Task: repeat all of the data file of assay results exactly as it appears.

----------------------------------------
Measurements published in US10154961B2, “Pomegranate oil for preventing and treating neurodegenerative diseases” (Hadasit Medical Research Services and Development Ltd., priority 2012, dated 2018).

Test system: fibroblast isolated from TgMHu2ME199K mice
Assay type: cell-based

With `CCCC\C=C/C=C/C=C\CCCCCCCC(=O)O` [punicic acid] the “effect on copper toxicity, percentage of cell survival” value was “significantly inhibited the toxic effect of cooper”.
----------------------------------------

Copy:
Measurements published in US10154961B2, “Pomegranate oil for preventing and treating neurodegenerative diseases” (Hadasit Medical Research Services and Development Ltd., priority 2012, dated 2018).

Test system: fibroblast isolated from TgMHu2ME199K mice
Assay type: cell-based

With `CCCC\C=C/C=C/C=C\CCCCCCCC(=O)O` [punicic acid] the “effect on copper toxicity, percentage of cell survival” value was “significantly inhibited the toxic effect of cooper”.